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Hippocampus. 1997;7(5):489-500.

Reduction in spine density associated with long-term potentiation in the dentate gyrus suggests a spine fusion-and-branching model of potentiation.

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1
Department of Biology, Open University, Milton Keynes, England.

Abstract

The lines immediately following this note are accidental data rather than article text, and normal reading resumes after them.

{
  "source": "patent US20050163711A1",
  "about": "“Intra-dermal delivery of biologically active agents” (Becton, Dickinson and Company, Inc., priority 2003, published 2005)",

Approximately 2,700 dendritic spines in Golgi-impregnated hippocampal granule cells were quantified via image analysis 24 h after the unilateral induction of long-term potentiation in seven rats. Stereological corrections were made using a tilting disector and analytical unfolding technique. In the potentiated hemisphere the mean spine density along dendrites was reduced by approximately 20%. The relative frequency of shorter, thicker spines was increased in potentiated tissue. Physiological consequences of two morphological changes leading to a reduction in spine density (retraction or fusion of spines) were examined using a compartmental model of a simplified granule cell. The model was constructed in the NEURON modeling environment and included a realistic population of 60 dendritic spines (with dual-component synapses and active Ca(2+)-dependent mechanisms). Simulations demonstrated that potentiation of postsynaptic responses was compatible with fusion (with branching) of a proportion of spines with their neighbors but was not compatible with retraction of spines. This result held over wide variations of model parameters as long as dendritic membranes were assumed to be excitable.

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